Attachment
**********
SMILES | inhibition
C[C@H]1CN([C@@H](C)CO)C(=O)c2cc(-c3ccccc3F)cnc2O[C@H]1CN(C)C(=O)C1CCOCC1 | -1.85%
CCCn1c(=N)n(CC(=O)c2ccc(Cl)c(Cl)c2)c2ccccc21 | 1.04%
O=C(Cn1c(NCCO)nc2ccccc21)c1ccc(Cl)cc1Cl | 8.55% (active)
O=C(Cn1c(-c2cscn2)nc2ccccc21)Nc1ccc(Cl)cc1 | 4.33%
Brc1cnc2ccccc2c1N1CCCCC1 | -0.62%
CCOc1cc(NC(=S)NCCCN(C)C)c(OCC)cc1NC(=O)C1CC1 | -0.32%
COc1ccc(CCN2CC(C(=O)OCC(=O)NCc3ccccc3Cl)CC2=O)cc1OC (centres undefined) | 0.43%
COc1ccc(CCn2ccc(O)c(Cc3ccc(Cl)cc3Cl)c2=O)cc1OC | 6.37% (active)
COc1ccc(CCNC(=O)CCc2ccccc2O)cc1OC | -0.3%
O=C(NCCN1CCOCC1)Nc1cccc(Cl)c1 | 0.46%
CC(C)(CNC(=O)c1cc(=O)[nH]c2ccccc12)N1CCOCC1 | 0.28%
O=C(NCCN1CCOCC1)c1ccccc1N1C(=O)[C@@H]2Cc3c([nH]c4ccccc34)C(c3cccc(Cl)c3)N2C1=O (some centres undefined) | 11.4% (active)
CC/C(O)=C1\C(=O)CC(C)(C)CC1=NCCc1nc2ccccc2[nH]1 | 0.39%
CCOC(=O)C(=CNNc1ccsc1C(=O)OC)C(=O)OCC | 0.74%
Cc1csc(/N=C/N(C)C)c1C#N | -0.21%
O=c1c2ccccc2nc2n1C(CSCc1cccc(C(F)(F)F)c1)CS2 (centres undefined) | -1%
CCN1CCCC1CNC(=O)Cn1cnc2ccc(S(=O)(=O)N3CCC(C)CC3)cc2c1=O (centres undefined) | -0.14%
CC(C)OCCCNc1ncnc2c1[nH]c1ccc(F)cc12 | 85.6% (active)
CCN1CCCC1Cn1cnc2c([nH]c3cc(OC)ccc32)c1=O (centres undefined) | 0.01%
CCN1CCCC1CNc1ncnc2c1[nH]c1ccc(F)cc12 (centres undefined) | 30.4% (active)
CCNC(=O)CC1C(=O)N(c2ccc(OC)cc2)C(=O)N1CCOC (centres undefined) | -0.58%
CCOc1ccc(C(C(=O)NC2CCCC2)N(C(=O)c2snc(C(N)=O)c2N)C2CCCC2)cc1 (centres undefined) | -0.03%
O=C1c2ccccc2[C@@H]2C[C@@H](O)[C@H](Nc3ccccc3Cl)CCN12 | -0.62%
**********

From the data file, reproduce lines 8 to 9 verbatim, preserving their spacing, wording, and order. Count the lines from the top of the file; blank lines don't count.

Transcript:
COc1ccc(CCN2CC(C(=O)OCC(=O)NCc3ccccc3Cl)CC2=O)cc1OC (centres undefined) | 0.43%
COc1ccc(CCn2ccc(O)c(Cc3ccc(Cl)cc3Cl)c2=O)cc1OC | 6.37% (active)